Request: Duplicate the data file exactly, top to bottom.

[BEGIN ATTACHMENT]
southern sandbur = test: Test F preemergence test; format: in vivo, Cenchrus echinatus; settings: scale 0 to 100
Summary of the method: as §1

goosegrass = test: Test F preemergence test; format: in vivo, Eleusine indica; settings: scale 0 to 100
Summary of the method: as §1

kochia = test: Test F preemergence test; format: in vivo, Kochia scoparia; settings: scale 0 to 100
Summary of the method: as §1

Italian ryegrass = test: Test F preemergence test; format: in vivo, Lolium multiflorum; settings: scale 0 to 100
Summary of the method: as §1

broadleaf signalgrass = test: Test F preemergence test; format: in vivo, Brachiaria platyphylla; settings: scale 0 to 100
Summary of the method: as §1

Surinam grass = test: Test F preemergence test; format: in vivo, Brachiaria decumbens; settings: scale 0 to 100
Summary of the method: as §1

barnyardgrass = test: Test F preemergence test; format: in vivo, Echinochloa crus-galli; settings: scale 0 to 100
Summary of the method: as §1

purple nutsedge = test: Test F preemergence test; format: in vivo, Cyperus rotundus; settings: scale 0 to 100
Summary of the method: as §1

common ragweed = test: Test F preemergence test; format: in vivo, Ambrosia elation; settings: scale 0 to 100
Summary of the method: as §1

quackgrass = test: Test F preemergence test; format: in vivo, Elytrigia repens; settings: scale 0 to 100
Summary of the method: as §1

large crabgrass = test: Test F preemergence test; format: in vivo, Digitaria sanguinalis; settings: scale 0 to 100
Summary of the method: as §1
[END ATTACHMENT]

southern sandbur = test: Test F preemergence test; format: in vivo, Cenchrus echinatus; settings: scale 0 to 100
Summary of the method: as §1

goosegrass = test: Test F preemergence test; format: in vivo, Eleusine indica; settings: scale 0 to 100
Summary of the method: as §1

kochia = test: Test F preemergence test; format: in vivo, Kochia scoparia; settings: scale 0 to 100
Summary of the method: as §1

Italian ryegrass = test: Test F preemergence test; format: in vivo, Lolium multiflorum; settings: scale 0 to 100
Summary of the method: as §1

broadleaf signalgrass = test: Test F preemergence test; format: in vivo, Brachiaria platyphylla; settings: scale 0 to 100
Summary of the method: as §1

Surinam grass = test: Test F preemergence test; format: in vivo, Brachiaria decumbens; settings: scale 0 to 100
Summary of the method: as §1

barnyardgrass = test: Test F preemergence test; format: in vivo, Echinochloa crus-galli; settings: scale 0 to 100
Summary of the method: as §1

purple nutsedge = test: Test F preemergence test; format: in vivo, Cyperus rotundus; settings: scale 0 to 100
Summary of the method: as §1

common ragweed = test: Test F preemergence test; format: in vivo, Ambrosia elation; settings: scale 0 to 100
Summary of the method: as §1

quackgrass = test: Test F preemergence test; format: in vivo, Elytrigia repens; settings: scale 0 to 100
Summary of the method: as §1

large crabgrass = test: Test F preemergence test; format: in vivo, Digitaria sanguinalis; settings: scale 0 to 100
Summary of the method: as §1